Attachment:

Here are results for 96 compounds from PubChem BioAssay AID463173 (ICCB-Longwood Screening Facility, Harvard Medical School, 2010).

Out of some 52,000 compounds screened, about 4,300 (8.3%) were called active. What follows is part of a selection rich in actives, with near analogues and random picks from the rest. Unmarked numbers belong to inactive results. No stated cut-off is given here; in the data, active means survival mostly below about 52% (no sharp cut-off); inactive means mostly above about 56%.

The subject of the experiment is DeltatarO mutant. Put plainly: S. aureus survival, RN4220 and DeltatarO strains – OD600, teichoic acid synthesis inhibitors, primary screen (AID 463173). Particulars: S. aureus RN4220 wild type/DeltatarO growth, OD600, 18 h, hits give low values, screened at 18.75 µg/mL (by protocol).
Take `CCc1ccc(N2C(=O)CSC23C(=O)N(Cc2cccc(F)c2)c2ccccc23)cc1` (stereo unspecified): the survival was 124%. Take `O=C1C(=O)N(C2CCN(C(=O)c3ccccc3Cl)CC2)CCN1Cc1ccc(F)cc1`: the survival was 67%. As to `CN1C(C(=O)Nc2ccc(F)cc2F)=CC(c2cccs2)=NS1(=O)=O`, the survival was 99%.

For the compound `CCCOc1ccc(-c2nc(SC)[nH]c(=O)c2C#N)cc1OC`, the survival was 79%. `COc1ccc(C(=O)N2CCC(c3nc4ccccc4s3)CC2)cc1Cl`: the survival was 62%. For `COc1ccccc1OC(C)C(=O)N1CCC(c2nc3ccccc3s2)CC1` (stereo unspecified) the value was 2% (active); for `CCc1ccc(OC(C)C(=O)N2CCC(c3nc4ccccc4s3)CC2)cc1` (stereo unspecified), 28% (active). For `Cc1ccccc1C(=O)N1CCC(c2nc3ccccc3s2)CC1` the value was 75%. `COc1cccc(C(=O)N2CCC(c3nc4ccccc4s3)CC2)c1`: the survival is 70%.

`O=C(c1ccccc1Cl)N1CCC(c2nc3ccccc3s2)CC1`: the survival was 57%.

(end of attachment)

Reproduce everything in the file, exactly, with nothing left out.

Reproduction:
Here are results for 96 compounds from PubChem BioAssay AID463173 (ICCB-Longwood Screening Facility, Harvard Medical School, 2010).

Out of some 52,000 compounds screened, about 4,300 (8.3%) were called active. What follows is part of a selection rich in actives, with near analogues and random picks from the rest. Unmarked numbers belong to inactive results. No stated cut-off is given here; in the data, active means survival mostly below about 52% (no sharp cut-off); inactive means mostly above about 56%.

The subject of the experiment is DeltatarO mutant. Put plainly: S. aureus survival, RN4220 and DeltatarO strains – OD600, teichoic acid synthesis inhibitors, primary screen (AID 463173). Particulars: S. aureus RN4220 wild type/DeltatarO growth, OD600, 18 h, hits give low values, screened at 18.75 µg/mL (by protocol).
Take `CCc1ccc(N2C(=O)CSC23C(=O)N(Cc2cccc(F)c2)c2ccccc23)cc1` (stereo unspecified): the survival was 124%. Take `O=C1C(=O)N(C2CCN(C(=O)c3ccccc3Cl)CC2)CCN1Cc1ccc(F)cc1`: the survival was 67%. As to `CN1C(C(=O)Nc2ccc(F)cc2F)=CC(c2cccs2)=NS1(=O)=O`, the survival was 99%.

For the compound `CCCOc1ccc(-c2nc(SC)[nH]c(=O)c2C#N)cc1OC`, the survival was 79%. `COc1ccc(C(=O)N2CCC(c3nc4ccccc4s3)CC2)cc1Cl`: the survival was 62%. For `COc1ccccc1OC(C)C(=O)N1CCC(c2nc3ccccc3s2)CC1` (stereo unspecified) the value was 2% (active); for `CCc1ccc(OC(C)C(=O)N2CCC(c3nc4ccccc4s3)CC2)cc1` (stereo unspecified), 28% (active). For `Cc1ccccc1C(=O)N1CCC(c2nc3ccccc3s2)CC1` the value was 75%. `COc1cccc(C(=O)N2CCC(c3nc4ccccc4s3)CC2)c1`: the survival is 70%.

`O=C(c1ccccc1Cl)N1CCC(c2nc3ccccc3s2)CC1`: the survival was 57%.